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(Bloomberg) – When it comes to driving, Dan Henry has a paradox to navigate. He’s a climate-conscious, time-starved tech executive, and yet he loves old cars, especially the 1961 Austin-Healey 3000 Mk II. The solution: Retrofit the vehicle, to remove the oily casings and replace them. by a battery.

The problem

Electrifying an old vehicle is complex and expensive. More than sixty years ago, car designers didn’t think about where to put a huge battery. Moment Motor Co., an Austin boutique, converted four of Henry’s cars. The crew starts by taking a 3D scan of the engine bay, the transmission tunnel (essentially, the car’s plumbing) and the trunk. Then the data is loaded into a CAD model to determine where to install the power supply (as is most often the case, multiple small batteries are used).

Customization sometimes involves reworking the brakes and suspension to handle the heavier equipment that will be fitted.

why it’s tricky

There aren’t many stores like Moment, for good reason. Modifying a decades-old vehicle to run on electricity – a so-called electromod – requires a whole lot of esoteric skill, amounting to a mashup of a machinist, an electrician and a software developer.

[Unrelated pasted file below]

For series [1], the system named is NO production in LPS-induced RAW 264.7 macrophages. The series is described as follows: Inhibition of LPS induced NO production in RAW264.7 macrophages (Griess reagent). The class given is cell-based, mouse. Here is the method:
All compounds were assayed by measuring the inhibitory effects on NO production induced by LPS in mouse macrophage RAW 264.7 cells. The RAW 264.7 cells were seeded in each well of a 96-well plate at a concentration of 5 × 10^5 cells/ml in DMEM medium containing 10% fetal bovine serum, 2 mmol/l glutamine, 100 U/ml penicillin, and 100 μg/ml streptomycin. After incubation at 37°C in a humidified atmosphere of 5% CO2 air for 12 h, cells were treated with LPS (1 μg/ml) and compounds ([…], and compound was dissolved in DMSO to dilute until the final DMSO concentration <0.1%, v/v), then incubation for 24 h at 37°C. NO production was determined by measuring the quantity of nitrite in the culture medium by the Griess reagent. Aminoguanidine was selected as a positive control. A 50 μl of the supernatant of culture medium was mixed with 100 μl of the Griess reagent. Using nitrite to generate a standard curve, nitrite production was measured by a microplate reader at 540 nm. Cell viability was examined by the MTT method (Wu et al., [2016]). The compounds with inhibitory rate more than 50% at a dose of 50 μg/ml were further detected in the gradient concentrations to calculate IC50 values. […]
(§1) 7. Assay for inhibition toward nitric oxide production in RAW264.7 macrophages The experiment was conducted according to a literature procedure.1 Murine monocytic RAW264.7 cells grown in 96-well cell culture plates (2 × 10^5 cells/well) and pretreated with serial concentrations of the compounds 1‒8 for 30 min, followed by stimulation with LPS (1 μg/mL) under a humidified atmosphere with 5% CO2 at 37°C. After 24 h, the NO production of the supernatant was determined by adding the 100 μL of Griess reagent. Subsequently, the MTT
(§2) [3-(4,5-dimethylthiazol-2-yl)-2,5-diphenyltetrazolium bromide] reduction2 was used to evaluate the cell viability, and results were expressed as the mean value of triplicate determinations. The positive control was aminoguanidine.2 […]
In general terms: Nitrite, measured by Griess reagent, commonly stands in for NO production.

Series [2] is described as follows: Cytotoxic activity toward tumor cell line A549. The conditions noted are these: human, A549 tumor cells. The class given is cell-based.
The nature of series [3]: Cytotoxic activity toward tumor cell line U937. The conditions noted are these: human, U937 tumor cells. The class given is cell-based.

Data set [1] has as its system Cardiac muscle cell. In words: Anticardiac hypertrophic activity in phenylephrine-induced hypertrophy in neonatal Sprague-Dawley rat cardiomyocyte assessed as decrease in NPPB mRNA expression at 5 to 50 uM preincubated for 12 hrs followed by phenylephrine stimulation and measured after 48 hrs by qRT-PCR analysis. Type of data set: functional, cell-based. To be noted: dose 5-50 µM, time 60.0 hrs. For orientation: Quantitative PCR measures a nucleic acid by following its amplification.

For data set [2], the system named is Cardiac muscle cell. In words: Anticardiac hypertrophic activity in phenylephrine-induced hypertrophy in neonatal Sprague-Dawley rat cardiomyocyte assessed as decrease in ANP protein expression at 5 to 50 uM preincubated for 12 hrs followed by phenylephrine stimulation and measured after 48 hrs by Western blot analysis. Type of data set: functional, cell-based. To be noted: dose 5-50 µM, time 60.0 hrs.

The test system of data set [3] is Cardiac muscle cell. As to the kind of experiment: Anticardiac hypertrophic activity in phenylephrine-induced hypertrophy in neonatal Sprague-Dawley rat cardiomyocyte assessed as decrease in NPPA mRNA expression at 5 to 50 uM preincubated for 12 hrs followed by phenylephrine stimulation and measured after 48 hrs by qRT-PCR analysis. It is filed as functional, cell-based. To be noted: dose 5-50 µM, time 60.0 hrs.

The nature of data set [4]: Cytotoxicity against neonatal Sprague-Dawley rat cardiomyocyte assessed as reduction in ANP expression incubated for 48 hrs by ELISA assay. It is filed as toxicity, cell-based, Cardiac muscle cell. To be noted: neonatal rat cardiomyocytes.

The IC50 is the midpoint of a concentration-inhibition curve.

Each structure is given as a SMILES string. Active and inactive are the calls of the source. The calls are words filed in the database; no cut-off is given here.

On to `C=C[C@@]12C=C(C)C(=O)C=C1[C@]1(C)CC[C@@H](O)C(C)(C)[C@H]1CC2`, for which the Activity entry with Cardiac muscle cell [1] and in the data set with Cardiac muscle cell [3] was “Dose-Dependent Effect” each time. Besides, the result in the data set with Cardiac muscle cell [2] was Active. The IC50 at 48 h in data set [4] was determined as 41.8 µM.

“Most professional mechanics can’t take the leap,” says Moment founder Marc Davis, who recruits widely from tech companies and custom hot rod shops. “We need people who can’t just turn a key, but break a laptop.”


The classic car market is booming. A record 36,254 vintage vehicles sold at auction in the United States last year, worth a combined $2.2 billion, as stock market wealth and pandemic itch combined with nostalgia for driving, according to insurer Hagerty Inc. as Craigslist is estimated at 10 times that figure.

why there is hope

Enthusiasts have been electrifying classic cars for decades, but recent advances in batteries and motors have expanded the market. Assembling the parts of an electric vehicle is now a simple shopping exercise, and many people are buying these cars just to make them greener.

©2022 Bloomberg LP

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